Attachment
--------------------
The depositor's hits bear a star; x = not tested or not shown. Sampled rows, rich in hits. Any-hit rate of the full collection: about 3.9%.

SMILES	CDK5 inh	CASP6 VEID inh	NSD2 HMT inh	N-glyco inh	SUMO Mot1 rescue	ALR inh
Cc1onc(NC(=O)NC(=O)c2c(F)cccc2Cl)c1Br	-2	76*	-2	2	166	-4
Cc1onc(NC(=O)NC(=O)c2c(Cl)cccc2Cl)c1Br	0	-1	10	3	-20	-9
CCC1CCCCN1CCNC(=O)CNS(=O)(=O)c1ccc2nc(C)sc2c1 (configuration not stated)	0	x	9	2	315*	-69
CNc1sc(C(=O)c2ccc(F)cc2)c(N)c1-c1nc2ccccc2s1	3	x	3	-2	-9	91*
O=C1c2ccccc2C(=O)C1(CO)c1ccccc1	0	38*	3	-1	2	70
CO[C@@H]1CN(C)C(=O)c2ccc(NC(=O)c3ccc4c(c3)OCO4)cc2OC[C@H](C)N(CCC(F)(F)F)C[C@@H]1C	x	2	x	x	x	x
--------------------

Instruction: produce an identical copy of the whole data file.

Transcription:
The depositor's hits bear a star; x = not tested or not shown. Sampled rows, rich in hits. Any-hit rate of the full collection: about 3.9%.

SMILES	CDK5 inh	CASP6 VEID inh	NSD2 HMT inh	N-glyco inh	SUMO Mot1 rescue	ALR inh
Cc1onc(NC(=O)NC(=O)c2c(F)cccc2Cl)c1Br	-2	76*	-2	2	166	-4
Cc1onc(NC(=O)NC(=O)c2c(Cl)cccc2Cl)c1Br	0	-1	10	3	-20	-9
CCC1CCCCN1CCNC(=O)CNS(=O)(=O)c1ccc2nc(C)sc2c1 (configuration not stated)	0	x	9	2	315*	-69
CNc1sc(C(=O)c2ccc(F)cc2)c(N)c1-c1nc2ccccc2s1	3	x	3	-2	-9	91*
O=C1c2ccccc2C(=O)C1(CO)c1ccccc1	0	38*	3	-1	2	70
CO[C@@H]1CN(C)C(=O)c2ccc(NC(=O)c3ccc4c(c3)OCO4)cc2OC[C@H](C)N(CCC(F)(F)F)C[C@@H]1C	x	2	x	x	x	x